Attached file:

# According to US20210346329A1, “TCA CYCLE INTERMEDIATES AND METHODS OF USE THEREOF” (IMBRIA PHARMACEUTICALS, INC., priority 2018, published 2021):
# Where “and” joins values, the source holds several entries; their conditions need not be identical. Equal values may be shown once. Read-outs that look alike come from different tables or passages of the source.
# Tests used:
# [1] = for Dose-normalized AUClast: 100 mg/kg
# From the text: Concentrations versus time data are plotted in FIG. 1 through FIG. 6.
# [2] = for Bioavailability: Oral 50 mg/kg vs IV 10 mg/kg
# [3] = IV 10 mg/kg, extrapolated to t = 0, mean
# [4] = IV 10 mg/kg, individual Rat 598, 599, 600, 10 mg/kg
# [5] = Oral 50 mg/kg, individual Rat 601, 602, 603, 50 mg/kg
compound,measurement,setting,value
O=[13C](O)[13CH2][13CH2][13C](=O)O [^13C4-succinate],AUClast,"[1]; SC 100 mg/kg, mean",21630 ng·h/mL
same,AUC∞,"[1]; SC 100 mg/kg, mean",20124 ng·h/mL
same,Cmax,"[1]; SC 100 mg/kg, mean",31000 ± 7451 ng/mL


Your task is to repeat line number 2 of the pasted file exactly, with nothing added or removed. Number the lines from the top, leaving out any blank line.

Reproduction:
# Where “and” joins values, the source holds several entries; their conditions need not be identical. Equal values may be shown once. Read-outs that look alike come from different tables or passages of the source.